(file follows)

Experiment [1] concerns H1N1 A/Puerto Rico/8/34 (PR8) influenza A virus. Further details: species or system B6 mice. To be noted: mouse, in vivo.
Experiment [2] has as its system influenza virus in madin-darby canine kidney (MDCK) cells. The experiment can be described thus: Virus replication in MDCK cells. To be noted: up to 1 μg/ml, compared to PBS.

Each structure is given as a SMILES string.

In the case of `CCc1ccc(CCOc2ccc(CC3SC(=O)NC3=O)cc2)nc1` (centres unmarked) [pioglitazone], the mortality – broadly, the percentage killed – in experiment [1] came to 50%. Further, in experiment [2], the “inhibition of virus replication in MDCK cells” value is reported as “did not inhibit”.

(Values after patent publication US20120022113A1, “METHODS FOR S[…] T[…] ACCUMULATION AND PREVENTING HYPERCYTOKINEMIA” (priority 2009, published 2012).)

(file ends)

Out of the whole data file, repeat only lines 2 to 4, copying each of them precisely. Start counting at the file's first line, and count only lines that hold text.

Experiment [2] has as its system influenza virus in madin-darby canine kidney (MDCK) cells. The experiment can be described thus: Virus replication in MDCK cells. To be noted: up to 1 μg/ml, compared to PBS.

Each structure is given as a SMILES string.

In the case of `CCc1ccc(CCOc2ccc(CC3SC(=O)NC3=O)cc2)nc1` (centres unmarked) [pioglitazone], the mortality – broadly, the percentage killed – in experiment [1] came to 50%. Further, in experiment [2], the “inhibition of virus replication in MDCK cells” value is reported as “did not inhibit”.